Lots and Lots of Secondary Implications of Self-Driving Cars

I really hadn’t thought much about what a driverless future would be like. I’m a car guy. The (many) imperfections of the internal combustion engine with transmissions (kids born today won’t understand references to “shifting gears”) are like human personalities to me — complex, satisfying and often frustrating. Driving to me is something more than getting from a to b — well 5–10% of the time it is. The rest of time, I’d be happy to “just get there”.

On the other hand, there aren’t any good social, economic, safety or environmental arguments for continuing to drive ourselves (especially in petroleum powered individual cars). Cars are pretty inefficient when you get down to it (even Prius) and we’re pretty bad at driving.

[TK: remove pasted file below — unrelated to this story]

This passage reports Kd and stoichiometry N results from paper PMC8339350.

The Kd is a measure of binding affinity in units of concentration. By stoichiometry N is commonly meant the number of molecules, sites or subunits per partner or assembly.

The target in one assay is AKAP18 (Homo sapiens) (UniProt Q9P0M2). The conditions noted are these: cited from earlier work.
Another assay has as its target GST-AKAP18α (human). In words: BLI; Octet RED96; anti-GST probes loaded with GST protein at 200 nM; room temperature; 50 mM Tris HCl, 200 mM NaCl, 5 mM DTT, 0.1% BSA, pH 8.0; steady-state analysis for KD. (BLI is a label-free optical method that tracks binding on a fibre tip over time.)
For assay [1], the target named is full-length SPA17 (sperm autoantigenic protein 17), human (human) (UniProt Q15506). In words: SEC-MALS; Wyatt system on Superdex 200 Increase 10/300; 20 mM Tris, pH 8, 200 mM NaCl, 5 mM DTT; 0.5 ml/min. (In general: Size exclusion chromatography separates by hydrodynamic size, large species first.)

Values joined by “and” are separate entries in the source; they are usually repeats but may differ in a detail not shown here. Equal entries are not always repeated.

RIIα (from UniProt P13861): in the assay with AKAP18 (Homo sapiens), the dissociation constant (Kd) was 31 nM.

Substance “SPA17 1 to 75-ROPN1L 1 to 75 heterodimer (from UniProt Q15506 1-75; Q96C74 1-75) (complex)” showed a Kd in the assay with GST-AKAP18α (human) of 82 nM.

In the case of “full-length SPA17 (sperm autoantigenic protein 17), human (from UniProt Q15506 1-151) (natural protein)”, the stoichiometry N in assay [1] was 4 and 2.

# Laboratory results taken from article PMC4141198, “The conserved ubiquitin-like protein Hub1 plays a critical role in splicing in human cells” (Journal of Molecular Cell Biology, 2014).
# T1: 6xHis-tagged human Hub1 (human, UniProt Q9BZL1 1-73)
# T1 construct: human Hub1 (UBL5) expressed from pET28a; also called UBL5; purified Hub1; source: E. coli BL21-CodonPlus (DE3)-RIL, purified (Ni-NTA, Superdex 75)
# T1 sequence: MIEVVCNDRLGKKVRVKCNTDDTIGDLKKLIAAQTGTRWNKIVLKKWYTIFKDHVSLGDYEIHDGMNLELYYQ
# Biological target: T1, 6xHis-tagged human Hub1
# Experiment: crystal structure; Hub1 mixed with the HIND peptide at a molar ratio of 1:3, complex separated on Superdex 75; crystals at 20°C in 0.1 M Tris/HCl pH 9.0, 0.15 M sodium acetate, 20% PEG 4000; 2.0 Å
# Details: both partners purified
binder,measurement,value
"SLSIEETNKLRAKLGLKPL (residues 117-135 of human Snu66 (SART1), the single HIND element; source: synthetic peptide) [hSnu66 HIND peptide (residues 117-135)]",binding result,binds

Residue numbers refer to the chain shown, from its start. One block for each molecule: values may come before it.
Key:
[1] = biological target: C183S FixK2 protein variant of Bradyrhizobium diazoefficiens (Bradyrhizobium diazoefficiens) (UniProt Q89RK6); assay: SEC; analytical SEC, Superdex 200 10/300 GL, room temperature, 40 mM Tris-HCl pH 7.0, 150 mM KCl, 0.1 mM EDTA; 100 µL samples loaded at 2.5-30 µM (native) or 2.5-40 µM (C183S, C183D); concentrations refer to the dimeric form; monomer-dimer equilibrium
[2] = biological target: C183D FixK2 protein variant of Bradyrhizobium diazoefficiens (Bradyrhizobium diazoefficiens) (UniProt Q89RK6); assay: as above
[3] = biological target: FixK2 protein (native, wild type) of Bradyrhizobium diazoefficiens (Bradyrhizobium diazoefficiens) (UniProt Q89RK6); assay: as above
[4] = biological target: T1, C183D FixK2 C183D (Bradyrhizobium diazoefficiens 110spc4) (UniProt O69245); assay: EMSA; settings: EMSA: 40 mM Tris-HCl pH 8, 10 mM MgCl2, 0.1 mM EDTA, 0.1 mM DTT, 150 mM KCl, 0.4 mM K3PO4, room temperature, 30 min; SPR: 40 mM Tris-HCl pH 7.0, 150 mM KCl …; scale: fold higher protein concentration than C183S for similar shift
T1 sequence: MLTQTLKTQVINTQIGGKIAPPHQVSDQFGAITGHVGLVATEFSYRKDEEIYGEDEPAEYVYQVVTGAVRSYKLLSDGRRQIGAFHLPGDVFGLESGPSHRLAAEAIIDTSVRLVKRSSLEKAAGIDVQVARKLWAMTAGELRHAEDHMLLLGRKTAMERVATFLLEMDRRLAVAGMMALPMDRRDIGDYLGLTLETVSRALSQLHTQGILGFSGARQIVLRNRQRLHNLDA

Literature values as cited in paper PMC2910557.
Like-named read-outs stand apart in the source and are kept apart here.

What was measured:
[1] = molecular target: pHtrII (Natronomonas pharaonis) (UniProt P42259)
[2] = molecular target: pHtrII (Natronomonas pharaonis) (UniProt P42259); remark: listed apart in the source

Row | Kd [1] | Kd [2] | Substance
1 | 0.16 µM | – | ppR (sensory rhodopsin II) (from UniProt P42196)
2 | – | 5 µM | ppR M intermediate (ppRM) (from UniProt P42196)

After seeing a presentation at MIT recently from one of the visionaries of the driverless industry, my brain started spinning about what a future that wasn’t designed around the current car-design paradigm would look like.

My attempt to capture it is here (with some great questions/comments from others in the related stories): https://medium.com/@DonotInnovate/mind-blowing-driverless-future-fcc5197d509#.kfch11wpv

There is such potential for changing many assumptions about daily life, geopolitical stability, how we interact with other people, what we do for work, what matters to us politically and so on.

Faculty @hultboston | Concerned about the future of work | Naturally curious dot-connector | Recovering intrapreneur | More at www.geoffnesnow.com

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